Germany invaded Poland on Sept. 1, 1939, spurring Britain and France to declare war on Germany two days later.
Many Revelstoke residents were anxiously listening to their radios to hear the news on the crisis.
It was no surprise to anyone when Canada declared war on Germany on Sept.10, 1939.
Rumours of war had been spreading for months with the increasing aggression by Germany’s Fuhrer Adolf Hitler, so it was with a sense of inevitability that war was finally declared.
Revelstoke responded quickly. Many local men had already enlisted, aware that war was imminent and many more enlisted immediately after the declaration of war.
Over the course of the war, several hundred local men saw active service including several who became pilots with the Royal Canadian Air Force. Thirty-three men from Revelstoke lost their lives during the conflict.
Once women’s corps were established, many local women enlisted in non-combatant roles.
A Women’s Emergency Corp was formed in Revelstoke to coordinate home front activities, and throughout the war, a great deal of work was done in providing packages to the soldiers and raising money for the war effort and for relief of civilians suffering the effects of the fighting in Europe.
Revelstoke felt the effects of the war just as other communities did. Rationing was introduced and women took on non-traditional jobs, such as working for the CPR to fill positions left vacant by the enlisted men.
Finally, on June 8, 1944, the Revelstoke Review had a hopeful headline that made residents feel that the tide was turning: “Invasion reports excite citizens, Revelstoke hears long-awaited news of invasion Monday night.”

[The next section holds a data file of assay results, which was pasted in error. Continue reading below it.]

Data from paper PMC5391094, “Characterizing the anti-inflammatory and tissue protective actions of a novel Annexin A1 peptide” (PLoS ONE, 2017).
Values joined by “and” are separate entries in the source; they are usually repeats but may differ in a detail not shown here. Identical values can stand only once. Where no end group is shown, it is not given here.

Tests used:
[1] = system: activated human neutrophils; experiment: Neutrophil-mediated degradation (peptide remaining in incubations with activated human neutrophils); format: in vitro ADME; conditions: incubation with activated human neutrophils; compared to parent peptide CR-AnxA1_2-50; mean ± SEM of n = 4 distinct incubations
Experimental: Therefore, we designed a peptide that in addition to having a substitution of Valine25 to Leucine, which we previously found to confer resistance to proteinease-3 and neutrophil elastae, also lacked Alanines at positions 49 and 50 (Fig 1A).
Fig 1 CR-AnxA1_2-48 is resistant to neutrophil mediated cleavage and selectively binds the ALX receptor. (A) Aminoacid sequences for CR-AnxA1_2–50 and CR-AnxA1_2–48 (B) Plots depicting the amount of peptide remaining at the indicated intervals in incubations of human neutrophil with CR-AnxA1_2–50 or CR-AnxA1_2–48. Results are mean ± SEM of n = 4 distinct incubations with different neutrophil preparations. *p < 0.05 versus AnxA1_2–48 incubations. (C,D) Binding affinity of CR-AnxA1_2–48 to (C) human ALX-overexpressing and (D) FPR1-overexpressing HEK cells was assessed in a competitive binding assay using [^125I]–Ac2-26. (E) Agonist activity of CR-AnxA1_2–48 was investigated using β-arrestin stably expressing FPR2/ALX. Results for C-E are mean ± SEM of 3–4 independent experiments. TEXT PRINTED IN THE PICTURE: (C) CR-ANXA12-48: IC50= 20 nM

The article stated that the D-Day invasion of June 6 was proceeding according to plan, saying, “The capture of the town of Bayeux, the first French city to fall to the Allied forces, has given the invasion armies an important initial success, which may soon be developed into further important gains.”
A service was held in St. Peter’s Anglican Church on June 7, followed by a second service in Revelstoke United Church.
The Review noted that many Revelstoke soldiers, sailors and airmen were taking part in D-Day and “thoughts for their safety have been uppermost.”
At the Revelstoke Rotary meeting on June 9, Rev. L.G. Sieber, of Revelstoke United Church, was asked to share thoughts on the birthday of King George VI and on the significance of D-Day.
“It is a tremendous and momentous occasion which will mean more to us as time goes on. Today our minds and hearts and prayers go out to our services personnel They know they are supported by all of us at home from the letters and parcels we send them,” Sieber stated.
A Revelstoke man, Ernest F.J. Phillips, died on June 11, 1944, as a result of wounds received on D-Day.
Phillips was 37 years old and had come to Revelstoke with his parents in 1920. He attended school in Revelstoke, and went to work in his father’s painting and decorating business.
Phillips enlisted in 1941 with the 2nd Battalion Canadian Scottish, and left for England on September 9, 1942.
He was married in Brighton, England, in 1943 and had been looking forward to bringing his wife to Revelstoke to make their home after the war.
The newspaper report on his death said, “He had a quiet and pleasing personality and a voice of considerable charm. As a youth he sang in local church choirs and in many local concerts.”
D-Day was a turning point in the war with the Axis, but the conflict was far from over.
The Allies gained victory in Europe on V-E Day on May 8, 1945, with Nazi Germany’s unconditional surrender of its armed forces.
The Revelstoke Review of May 10, 1945 carried the headline, “Revelstoke Rejoices as War Ends in Europe This Week.”
World War II ended with the surrender of Japan on Aug. 15, 1945.